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Question: What are the achievements of the Intellectual Property Rights Protection Alliance (IPRPA) since its establishment on 22 March 2004? Has IPRPA expedited Customs・ enforcement actions?


Answer: The establishment of IPRPA provides an effective communication channel between Customs and the IPR industry. By simplifying the investigation and prosecution process, it greatly shortens the case processing time and increases the efficiency and effectiveness of both sides when cracking down on various infringing activities. Through frequent intelligence exchange, Customs and the industry can achieve better synergy in detecting and fighting against piracy and counterfeiting activities. With the help of IPRPA members, the time required for verifying the copyright owner and authorized user in a case has been shortened from 8 weeks to 3-4 weeks. This demonstrates the achievement of the collaborative efforts of Customs and the industry as well as the substantial benefits of the establishment of IPRPA.

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Question: How are the responsibilities on IPR protection divided among different government departments in Hong Kong?


Answer: The Commerce, Industry and Technology Bureau (CITB), advised by the Intellectual Property Department (IPD), is responsible for the policy and law making in relation to intellectual property rights protection in Hong Kong.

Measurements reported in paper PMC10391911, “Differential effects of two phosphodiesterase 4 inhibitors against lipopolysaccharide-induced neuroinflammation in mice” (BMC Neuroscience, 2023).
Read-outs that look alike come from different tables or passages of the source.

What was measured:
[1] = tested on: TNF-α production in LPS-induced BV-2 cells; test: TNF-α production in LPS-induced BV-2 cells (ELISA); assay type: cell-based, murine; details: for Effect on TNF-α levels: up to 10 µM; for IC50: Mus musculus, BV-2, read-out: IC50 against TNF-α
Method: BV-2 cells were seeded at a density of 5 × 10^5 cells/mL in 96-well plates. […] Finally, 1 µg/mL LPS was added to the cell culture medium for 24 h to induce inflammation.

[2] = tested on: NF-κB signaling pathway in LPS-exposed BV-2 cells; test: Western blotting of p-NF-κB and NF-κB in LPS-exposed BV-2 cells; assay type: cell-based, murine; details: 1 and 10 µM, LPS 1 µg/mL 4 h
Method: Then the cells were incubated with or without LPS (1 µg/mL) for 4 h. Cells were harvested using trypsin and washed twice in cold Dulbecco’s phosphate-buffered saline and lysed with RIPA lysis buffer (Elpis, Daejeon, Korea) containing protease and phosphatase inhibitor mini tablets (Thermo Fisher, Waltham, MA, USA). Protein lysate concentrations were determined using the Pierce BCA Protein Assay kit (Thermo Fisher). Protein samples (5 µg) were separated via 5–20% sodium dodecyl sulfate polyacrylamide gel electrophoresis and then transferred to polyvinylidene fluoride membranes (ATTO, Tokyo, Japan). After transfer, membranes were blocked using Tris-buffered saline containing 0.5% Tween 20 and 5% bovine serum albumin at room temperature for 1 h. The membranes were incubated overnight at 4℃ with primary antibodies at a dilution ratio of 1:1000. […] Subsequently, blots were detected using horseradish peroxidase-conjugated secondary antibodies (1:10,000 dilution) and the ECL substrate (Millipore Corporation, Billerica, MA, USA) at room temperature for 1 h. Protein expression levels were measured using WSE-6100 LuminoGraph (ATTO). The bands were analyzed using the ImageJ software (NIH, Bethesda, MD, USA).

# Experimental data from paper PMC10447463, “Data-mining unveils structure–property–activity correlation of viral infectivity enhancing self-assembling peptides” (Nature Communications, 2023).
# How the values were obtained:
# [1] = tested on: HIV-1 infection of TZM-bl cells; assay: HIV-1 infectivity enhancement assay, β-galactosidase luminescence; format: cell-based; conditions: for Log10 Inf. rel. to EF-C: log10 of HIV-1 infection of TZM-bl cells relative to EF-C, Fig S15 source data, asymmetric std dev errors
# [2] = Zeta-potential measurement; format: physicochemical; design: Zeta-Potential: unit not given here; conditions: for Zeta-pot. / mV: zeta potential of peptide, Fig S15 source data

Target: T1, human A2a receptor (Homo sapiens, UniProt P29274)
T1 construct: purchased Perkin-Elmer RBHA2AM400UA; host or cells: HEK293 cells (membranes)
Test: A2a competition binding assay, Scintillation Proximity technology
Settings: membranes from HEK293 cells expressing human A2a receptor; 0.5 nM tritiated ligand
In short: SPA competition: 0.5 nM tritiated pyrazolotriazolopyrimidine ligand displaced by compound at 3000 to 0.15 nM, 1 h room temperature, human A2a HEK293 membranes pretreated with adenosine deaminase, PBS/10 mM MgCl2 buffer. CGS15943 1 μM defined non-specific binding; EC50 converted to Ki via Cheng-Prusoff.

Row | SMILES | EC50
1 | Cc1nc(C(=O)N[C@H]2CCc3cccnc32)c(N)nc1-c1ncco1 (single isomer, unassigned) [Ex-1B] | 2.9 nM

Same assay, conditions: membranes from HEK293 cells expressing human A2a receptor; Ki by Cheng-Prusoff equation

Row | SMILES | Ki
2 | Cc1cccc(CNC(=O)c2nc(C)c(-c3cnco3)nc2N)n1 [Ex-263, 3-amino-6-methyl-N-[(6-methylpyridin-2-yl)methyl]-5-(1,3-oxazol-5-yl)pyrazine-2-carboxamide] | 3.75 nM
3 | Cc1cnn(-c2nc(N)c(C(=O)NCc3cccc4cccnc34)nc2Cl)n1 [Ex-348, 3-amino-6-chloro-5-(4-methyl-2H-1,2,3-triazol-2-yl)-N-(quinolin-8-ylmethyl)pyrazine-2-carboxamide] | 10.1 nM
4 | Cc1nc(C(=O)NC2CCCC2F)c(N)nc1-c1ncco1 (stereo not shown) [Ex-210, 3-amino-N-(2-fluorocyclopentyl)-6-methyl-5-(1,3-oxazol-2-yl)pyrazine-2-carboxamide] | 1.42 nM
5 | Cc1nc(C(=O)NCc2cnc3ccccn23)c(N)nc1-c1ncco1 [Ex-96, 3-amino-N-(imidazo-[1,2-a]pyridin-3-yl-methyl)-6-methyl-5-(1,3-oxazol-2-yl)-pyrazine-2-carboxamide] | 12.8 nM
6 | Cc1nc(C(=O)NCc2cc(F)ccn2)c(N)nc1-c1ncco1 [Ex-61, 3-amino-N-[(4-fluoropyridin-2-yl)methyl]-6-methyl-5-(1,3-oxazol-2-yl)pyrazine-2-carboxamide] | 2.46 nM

IPD is responsible for operating the Hong Kong SAR・s Trade Marks, Patents, Registered Designs and Copyright Licensing Bodies Registries, and for promoting intellectual property protection through public education.

The Customs and Excise Department (C&ED) is responsible for enforcing the criminal aspects of infringement of intellectual property rights. It investigates complaints alleging infringement of trademarks and copyright and complaints alleging false trade descriptions. The department has extensive powers of search and seizure, and cooperates with overseas enforcement authorities and owners of trademarks and copyright in a concerted effort to combat infringement of intellectual property rights.

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Question: What kinds of goods/articles are protected under Trade Descriptions Ordinance?


Answer: Goods/articles with registered trademarks (excluding services) are protected under the Trade Descriptions Ordinance. For details, please refer to the homepage of the Intellectual Property Department at -
http://www.ipd.gov.hk/eng/intellectual_property.htm

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Question: What kinds of goods/articles are protected under the Copyright Ordinance?


Answer: In general, copyright is the right given to the owner of an original work. This right can subsist in literary works such as books and computer software, musical works such as musical compositions, dramatic works such as plays, artistic works such as drawings, paintings and sculptures, sound recordings, films, broadcasts, cable programmes and the typographical arrangement of published editions of literary, dramatic or musical works, as well as performers' performances. Copyright works made available on the Internet environment are also protected.

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Question: What IPR works are criminally protected in Hong Kong? Under what legislative frameworks?


Answer: Copyright works and trademarks are criminally protected in Hong Kong. Relevant laws include the Copyright Ordinance (Cap. 528), the Prevention of Copyright Piracy Ordinance (Cap. 544) and the Trade Descriptions Ordinance (Cap. 362).

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Question: What is intellectual property?


Answer: Intellectual property is the name commonly given to a group of separate intangible property rights. These include trademarks, patents, copyright, designs, plant varieties and the layout design of integrated circuits.